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|Title:||Spatial differentiation of background matching strategies along a Late Pleistocene range expansion route||Authors:||Spadavecchia, Giada
|Journal:||EVOLUTIONARY ECOLOGY||Issue Date:||2023||Abstract:||
Late Pleistocene climate changes have deeply impacted the range dynamics of temperate species. While the genetic legacy of these dynamics has been widely investigated, little is known about their phenotypic consequences. Anti-predatory strategies offer intriguing opportunities to study phenotypic evolution in response to dispersal dynamics since the ability to avoid predation can be pivotal for populations colonising new environments. Here we investigated the spatial differentiation of background colour matching strategies along a Late Pleistocene range expansion route of a temperate species, the Tyrrhenian tree frog Hyla sarda. Using common-garden experiments, we tested whether individuals from the source area (Sardinia) and individuals from the newly founded area (Corsica) differ in two components of the camouflage strategy: colour change abilities and background choice behaviour. We found a remarkable spatial structure in both colour change abilities and background choice behaviour, across the expansion range. Tree frogs from the source area displayed higher colour change abilities and a more pronounced preference for a greener background, with respect to tree frogs from the newly colonised area. Our results support the intriguing hypothesis that Late Pleistocene biogeographic history might be an overlooked major player in shaping current spatial patterns of phenotypic traits variation across animal populations.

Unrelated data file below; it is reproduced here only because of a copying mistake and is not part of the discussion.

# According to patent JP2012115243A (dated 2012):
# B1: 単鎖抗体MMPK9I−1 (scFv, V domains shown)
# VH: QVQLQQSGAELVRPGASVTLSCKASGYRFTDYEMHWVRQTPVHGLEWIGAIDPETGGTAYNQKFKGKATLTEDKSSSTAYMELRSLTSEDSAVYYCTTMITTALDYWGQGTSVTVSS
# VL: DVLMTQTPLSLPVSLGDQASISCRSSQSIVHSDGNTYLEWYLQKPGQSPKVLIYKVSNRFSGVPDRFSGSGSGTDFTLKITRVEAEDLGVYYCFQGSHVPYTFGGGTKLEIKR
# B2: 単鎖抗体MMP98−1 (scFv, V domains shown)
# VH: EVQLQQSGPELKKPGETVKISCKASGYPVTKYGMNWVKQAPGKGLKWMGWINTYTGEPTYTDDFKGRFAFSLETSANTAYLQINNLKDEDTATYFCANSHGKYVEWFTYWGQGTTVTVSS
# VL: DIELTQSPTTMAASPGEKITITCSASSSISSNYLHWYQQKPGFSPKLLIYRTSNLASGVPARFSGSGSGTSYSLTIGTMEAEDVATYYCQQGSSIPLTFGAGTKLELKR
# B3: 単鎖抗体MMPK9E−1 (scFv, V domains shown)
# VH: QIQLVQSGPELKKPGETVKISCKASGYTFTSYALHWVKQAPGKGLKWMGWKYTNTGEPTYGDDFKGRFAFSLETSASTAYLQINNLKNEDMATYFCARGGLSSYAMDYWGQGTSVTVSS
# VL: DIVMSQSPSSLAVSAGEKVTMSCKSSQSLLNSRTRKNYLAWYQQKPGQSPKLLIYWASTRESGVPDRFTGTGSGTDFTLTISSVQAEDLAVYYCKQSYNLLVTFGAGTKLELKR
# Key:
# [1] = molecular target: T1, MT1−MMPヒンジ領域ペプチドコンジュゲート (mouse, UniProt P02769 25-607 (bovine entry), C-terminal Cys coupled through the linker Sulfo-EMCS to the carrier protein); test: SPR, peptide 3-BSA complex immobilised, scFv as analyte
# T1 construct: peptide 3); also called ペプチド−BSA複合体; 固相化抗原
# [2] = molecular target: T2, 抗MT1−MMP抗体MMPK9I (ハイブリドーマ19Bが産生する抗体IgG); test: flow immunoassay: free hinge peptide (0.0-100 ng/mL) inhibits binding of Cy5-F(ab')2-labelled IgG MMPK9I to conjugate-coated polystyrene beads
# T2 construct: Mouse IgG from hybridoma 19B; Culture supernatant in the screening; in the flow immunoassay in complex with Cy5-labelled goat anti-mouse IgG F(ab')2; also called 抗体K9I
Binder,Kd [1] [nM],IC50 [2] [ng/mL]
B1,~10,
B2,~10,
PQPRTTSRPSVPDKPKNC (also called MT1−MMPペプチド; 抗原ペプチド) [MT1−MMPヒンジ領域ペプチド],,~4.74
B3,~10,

|Appears in Collections:||A1. Articolo in rivista|
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checked on Jun 5, 2023
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